• As each byte is about to be read out of the buffer, check UPE2 to see whether there is parity
  • When sending return data, the parity generator automatically adds the parity bit as long as UPM21 = 1

The confusion for me comes from this line (direct quote) from the datasheet:

"The result of the check is stored in the receive buffer together with the received data and stop bits."

If that's the case, then my immediate thought as to why wouldn't work is the size of the data in the buffer. Is the extra bit not being handled by the SoftwareSerial library?

This gets to the point of why I was interested in a guide to receiving from a buffer in C - as westftw mentioned, I would likely need to rewrite the libraries to handle this and I would like a better understanding of how to pull from the buffer. I would think anything that pulls an entire byte at a time from the buffer would either not be usable, or only be usable with additional filtering of the other bits in the buffer.

I'm not sure why I had such a hard time finding relevant information about this online; maybe I'm not searching for quite the right keywords or something. It seems like this would be a relatively common implementation.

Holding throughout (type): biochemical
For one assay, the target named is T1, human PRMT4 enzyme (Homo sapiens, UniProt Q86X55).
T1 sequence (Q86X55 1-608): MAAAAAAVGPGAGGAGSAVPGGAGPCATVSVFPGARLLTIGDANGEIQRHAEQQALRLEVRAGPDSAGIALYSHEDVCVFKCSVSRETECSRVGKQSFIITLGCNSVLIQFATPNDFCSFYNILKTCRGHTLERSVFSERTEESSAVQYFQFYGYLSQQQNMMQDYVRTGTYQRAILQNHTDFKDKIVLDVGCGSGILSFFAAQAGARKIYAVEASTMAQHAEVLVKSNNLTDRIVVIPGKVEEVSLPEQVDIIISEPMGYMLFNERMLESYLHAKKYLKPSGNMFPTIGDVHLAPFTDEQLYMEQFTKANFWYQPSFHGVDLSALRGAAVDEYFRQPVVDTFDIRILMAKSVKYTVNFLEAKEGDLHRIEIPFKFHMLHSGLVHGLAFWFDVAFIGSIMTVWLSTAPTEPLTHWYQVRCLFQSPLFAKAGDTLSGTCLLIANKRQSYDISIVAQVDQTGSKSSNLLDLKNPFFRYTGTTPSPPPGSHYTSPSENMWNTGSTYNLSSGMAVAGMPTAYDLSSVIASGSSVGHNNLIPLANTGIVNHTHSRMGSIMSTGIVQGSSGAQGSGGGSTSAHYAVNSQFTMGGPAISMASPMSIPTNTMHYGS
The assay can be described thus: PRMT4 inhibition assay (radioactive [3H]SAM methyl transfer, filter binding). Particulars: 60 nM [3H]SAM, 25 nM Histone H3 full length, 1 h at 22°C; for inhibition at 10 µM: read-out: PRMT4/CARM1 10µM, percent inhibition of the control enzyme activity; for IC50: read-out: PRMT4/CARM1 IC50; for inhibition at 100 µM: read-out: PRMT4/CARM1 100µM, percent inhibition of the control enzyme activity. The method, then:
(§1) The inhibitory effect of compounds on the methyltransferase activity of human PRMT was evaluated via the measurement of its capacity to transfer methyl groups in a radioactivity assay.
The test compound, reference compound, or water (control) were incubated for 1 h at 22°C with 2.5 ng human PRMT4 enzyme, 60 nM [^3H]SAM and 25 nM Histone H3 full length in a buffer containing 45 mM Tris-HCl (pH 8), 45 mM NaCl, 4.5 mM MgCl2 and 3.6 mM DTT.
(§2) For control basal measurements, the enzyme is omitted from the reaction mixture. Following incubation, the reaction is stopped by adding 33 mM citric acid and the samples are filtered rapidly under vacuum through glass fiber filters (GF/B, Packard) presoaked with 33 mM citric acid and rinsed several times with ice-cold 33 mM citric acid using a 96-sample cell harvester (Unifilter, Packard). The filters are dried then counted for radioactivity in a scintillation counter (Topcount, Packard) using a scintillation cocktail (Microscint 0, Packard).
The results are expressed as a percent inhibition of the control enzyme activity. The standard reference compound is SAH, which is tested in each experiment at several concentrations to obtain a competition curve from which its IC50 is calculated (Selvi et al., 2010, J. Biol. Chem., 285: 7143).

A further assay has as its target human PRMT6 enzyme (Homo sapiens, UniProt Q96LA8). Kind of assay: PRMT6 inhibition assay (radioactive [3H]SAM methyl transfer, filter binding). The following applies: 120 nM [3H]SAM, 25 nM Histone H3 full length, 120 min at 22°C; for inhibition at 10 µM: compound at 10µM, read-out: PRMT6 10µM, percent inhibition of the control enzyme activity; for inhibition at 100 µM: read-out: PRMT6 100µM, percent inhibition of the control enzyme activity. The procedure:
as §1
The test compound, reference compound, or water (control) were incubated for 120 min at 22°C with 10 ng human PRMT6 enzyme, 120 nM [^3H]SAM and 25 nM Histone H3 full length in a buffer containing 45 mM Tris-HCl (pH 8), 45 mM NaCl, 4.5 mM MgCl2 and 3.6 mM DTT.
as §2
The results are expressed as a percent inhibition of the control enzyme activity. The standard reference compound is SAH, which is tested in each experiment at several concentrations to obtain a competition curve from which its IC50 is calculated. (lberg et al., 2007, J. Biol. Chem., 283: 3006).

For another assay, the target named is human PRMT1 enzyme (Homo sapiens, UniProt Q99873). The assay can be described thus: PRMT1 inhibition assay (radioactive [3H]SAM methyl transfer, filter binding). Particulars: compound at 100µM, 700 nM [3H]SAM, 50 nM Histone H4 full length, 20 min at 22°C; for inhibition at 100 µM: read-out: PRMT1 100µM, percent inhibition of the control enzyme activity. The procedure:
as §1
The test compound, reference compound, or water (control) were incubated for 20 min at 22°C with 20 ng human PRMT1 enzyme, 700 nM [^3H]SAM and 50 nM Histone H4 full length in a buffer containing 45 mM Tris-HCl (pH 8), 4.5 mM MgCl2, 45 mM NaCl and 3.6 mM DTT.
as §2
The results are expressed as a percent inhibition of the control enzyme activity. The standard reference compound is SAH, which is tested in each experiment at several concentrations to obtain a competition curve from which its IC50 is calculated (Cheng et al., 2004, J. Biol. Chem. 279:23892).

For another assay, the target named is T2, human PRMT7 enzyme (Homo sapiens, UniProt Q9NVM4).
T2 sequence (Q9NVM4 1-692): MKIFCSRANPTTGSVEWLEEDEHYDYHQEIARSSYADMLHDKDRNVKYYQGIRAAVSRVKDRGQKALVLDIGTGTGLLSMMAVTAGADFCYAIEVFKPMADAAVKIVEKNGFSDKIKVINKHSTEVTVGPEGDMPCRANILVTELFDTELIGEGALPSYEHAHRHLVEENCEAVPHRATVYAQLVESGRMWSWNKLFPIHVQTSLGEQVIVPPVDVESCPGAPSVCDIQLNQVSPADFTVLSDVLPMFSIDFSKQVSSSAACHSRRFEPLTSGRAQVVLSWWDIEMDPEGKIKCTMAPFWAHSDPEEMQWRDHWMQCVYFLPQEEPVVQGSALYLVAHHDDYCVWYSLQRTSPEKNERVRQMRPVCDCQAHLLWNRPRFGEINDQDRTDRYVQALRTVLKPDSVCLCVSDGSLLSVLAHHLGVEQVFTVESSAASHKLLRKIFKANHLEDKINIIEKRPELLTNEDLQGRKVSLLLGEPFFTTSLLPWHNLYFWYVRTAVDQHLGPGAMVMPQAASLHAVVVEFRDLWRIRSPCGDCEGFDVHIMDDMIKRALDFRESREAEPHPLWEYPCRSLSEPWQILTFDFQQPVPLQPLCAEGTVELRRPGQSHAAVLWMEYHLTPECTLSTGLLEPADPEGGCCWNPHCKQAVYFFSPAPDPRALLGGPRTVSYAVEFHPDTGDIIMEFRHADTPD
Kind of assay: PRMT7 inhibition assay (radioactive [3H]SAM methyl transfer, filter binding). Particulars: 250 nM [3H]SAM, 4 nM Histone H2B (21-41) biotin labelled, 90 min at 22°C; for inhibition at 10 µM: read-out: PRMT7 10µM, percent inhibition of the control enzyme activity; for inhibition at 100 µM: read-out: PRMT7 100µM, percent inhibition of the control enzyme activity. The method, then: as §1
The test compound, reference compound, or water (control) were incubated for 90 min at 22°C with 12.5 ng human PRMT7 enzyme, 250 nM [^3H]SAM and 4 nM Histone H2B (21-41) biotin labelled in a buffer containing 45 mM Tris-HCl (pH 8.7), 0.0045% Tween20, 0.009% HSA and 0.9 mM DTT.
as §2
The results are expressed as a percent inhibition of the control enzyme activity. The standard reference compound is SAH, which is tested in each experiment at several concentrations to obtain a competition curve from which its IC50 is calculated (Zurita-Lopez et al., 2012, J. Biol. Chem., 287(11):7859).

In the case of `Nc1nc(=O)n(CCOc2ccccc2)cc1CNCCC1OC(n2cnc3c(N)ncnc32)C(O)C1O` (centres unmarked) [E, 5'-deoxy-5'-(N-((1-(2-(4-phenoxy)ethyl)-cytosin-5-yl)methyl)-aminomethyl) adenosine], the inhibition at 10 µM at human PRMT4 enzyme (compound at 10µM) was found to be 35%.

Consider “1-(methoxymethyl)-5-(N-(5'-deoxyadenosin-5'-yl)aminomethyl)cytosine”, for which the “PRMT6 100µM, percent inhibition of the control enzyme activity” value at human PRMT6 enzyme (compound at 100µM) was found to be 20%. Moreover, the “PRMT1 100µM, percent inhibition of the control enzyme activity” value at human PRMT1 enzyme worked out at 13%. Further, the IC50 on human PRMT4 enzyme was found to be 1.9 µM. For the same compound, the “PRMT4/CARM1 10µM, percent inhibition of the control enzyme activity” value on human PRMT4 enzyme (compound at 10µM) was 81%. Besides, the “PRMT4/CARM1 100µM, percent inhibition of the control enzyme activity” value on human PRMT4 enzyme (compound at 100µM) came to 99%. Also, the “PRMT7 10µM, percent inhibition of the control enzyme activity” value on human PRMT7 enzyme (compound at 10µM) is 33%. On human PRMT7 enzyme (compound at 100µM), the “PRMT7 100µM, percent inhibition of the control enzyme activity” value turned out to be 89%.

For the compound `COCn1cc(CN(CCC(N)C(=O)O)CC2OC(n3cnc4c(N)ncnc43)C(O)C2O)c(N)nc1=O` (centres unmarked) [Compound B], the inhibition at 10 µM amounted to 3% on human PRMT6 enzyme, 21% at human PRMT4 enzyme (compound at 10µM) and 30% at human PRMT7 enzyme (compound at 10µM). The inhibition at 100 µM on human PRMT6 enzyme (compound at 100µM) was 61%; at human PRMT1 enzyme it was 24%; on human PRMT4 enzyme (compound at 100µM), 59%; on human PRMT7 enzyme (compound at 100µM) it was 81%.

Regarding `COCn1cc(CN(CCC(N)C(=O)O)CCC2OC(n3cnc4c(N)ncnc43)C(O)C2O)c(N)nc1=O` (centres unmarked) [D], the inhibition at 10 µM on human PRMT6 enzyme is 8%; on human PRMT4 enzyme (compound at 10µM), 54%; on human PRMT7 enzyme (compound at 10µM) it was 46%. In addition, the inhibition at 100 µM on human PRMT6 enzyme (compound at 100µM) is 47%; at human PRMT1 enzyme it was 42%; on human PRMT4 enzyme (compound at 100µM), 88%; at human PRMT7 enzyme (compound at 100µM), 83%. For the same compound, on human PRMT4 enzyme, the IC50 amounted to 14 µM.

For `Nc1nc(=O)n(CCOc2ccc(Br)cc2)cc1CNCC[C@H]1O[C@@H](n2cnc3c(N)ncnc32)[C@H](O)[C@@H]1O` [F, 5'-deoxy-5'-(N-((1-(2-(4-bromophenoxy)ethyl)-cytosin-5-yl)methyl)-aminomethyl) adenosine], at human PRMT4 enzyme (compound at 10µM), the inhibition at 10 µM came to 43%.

Anyway, thanks for the help so far and I'll update if I make any sort of breakthrough with it. If I'm completely out of line with my thinking on any of this, please let me know.

I haven’t traced the code through in detail yet, but the following from HardwareSerial_private.h seems relevant:

void HardwareSerial::_rx_complete_irq(void)
  if (bit_is_clear(*_ucsra, UPE0)) {
    // No Parity error, read byte and store it in the buffer if there is
    // room
    unsigned char c = *_udr;
    rx_buffer_index_t i = (unsigned int)(_rx_buffer_head + 1) % SERIAL_RX_BUFFER_SIZE;

    // if we should be storing the received character into the location
    // just before the tail (meaning that the head would advance to the
    // current location of the tail), we're about to overflow the buffer
    // and so we don't write the character or advance the head.
    if (i != _rx_buffer_tail) {
      _rx_buffer[_rx_buffer_head] = c;
      _rx_buffer_head = i;
  } else {
    // Parity error, read byte but discard it

So, characters with parity errors are dropped and never enter HardwareSerial’s read buffer. Seems to me you can just ensure that you get a 3-byte packet within the time allotted by the protocol without an intervening 20ms gap. If so, it’s a valid packet. If not, discard it and start looking for the next one. Doesn’t require any rewriting of the existing library.

I think that mostly answers my question. What you sent in conjunction with the datasheet info makes considerably more sense to me than my initial look.

As far as the receiving code based around goes, as well as a bunch of other SoftwareSerial library functions in general, I took a slightly deeper dive into the libraries and I think I have a better understanding of what's going on.

Digging through the Stream.cpp library helped a great deal; that seems like where more of the action is happening.

Thanks for the push in the right direction.